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Climate Change

Climate Change

Global Climate Change, a topic that includes Global Warming, refers to the relatively abrupt shift in weather patterns during the last hundred years.

Click here for a site map of the Climate Change Collection in the Encyclopedia of Earth.

Climate change information in the Encyclopedia of Earth derives from The Climate, Adaptation, Mitigation, E-Learning (CAMEL) project from the Council of Environmental Deans and Directors (CEDD) of the National Council for Science and the Environment and is supported by a grant from the National Science Foundation, Division of Undergraduate Education (0950396).

  • Climate Change Escape Routes Featured News Article Climate Change Escape Routes Climate Change Escape Routes

    One if by Land, Two if by Sea? Climate Change "Escape Routes" Similar movement rates needed for animals and plants on land and in the oceans One if by land, two if by... More »

  • Halocarbon Featured Article Halocarbon Halocarbon

    A halocarbon is an organic chemical molecule composed of at least one carbon atom bound covalently with one or more halogen atoms; the most common halogens in these molecules... More »

  • Climate Change and Unprepared Cities Featured News Article Climate Change and Unprepared Cities Climate Change and Unprepared Cities

    Climate Change Poses Major Risks for Unprepared Cities Fast-growing urban areas most likely to feel the heat Cities worldwide are failing to take necessary steps to protect... More »

  • Pliocene Featured Article Pliocene Pliocene

    Editor's note: The Pliocene is the period of the geologic timescale that spans the era from approximately 5.331 to 2.588 million years ago. It preceeds the Pleistocene... More »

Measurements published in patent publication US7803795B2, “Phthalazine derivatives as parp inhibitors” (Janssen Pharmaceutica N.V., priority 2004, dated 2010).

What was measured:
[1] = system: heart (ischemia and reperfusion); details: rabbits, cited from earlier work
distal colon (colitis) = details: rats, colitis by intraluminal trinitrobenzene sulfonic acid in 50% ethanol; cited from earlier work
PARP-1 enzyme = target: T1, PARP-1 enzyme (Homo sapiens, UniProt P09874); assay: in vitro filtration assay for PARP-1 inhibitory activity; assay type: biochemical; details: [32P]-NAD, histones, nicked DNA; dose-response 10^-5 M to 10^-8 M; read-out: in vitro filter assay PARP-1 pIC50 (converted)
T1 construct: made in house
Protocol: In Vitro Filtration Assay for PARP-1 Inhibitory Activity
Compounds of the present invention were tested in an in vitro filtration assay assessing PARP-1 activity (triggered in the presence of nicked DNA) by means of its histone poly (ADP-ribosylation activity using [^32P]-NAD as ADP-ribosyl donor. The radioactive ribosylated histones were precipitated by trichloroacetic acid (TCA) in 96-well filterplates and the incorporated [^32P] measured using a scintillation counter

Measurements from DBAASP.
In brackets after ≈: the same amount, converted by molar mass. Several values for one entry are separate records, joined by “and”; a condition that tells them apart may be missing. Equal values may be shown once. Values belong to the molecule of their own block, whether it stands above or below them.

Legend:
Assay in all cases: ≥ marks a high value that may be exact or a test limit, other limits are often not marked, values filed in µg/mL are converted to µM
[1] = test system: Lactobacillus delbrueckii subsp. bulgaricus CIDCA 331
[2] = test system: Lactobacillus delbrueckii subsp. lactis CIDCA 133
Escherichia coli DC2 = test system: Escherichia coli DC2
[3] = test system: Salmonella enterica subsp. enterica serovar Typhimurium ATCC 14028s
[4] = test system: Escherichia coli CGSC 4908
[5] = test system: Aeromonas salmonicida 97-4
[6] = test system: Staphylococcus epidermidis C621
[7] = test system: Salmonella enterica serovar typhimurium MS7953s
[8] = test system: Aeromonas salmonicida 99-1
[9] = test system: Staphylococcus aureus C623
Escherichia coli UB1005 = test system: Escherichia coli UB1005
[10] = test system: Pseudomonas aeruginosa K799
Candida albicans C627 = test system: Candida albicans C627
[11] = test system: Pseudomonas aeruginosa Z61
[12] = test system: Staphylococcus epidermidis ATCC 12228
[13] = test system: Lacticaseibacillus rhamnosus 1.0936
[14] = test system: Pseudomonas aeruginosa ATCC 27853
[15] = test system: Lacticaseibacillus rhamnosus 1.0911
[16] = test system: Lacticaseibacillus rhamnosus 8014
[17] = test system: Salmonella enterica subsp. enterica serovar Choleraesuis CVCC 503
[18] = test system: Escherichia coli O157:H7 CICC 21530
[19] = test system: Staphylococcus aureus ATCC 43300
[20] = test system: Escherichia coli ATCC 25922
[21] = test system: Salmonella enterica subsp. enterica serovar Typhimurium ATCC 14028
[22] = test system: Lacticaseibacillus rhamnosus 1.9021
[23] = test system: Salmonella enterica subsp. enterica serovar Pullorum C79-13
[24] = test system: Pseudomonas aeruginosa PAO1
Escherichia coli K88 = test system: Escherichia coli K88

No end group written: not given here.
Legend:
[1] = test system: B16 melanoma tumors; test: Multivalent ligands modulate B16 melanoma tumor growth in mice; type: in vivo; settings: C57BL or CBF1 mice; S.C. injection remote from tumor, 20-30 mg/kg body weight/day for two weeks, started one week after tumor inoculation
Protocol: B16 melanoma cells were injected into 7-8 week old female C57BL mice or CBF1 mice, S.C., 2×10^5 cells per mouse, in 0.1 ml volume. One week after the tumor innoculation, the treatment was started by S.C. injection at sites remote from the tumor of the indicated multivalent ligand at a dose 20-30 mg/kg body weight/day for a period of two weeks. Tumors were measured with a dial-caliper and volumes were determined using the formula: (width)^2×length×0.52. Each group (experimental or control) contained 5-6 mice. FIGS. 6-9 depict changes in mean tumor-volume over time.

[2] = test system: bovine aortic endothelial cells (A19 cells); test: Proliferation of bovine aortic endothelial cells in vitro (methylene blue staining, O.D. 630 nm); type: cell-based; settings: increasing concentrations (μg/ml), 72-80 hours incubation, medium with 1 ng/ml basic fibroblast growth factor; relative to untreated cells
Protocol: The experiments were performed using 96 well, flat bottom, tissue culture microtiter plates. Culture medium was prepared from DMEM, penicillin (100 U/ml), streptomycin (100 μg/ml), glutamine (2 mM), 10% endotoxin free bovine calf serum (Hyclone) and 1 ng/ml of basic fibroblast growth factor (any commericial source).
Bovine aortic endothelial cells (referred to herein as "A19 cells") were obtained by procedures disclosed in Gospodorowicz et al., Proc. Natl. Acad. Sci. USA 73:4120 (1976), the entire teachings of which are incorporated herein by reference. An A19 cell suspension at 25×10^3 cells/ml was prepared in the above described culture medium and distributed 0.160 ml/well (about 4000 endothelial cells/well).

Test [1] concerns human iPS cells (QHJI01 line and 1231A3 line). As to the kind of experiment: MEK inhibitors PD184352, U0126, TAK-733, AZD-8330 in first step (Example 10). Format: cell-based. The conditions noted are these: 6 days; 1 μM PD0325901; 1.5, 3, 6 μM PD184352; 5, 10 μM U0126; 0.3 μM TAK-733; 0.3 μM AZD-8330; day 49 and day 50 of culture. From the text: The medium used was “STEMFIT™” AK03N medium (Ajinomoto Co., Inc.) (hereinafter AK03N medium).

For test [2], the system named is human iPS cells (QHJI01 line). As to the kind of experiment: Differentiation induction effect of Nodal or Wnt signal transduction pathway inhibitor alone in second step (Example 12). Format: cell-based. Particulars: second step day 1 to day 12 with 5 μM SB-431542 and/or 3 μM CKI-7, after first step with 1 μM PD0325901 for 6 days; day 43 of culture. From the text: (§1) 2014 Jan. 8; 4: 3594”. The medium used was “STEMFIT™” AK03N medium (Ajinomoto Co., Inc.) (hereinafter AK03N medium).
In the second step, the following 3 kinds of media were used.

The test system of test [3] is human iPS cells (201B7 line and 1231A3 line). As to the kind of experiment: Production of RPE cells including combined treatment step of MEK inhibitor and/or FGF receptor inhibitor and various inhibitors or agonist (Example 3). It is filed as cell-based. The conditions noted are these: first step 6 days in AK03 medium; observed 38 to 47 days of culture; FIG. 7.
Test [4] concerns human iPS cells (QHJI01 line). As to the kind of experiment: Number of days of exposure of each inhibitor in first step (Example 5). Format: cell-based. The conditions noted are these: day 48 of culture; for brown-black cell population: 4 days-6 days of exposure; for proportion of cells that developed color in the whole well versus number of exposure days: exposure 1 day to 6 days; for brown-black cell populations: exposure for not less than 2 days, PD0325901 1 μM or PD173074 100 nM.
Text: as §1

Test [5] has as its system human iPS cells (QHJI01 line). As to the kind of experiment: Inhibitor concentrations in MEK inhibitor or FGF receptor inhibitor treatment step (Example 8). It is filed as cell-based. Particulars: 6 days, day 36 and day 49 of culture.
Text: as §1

• Ocean acidification troubles Featured Article Ocean acidification troubles Ocean acidification troubles

    The seas in which corals and other calcifying species dwell are turning acidic, their pH slowly dropping as Earth's oceans acidify in response to increased carbon dioxide... More »

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Refugia Last Updated on 2013-10-21 15:07:19 Refugia (singular Refugium) are geographical locations where natural environmental conditions have remained relatively constant or stable during times of great environmental change, such as eras of glacial advance and retreat. Refugia protect populations of geographically isolated organisms which may then re-colonize a region when the wider environment returns to levels within the organism's tolerance levels. This idea is commonly referred to as The Refugia Theory. Haffer (1969) first proposed the idea of refugia to explain the high diversity of Amazonian bird species seen today. Haffer (1969) proposed that the Amazon Basin paleoclimate experienced several warm, dry periods during episodes of continental glacier advance in the Pleistocene. These glacially driven periods led to the conversion of forest to savanna, which resulted in the isolation of small fragments of forest... More »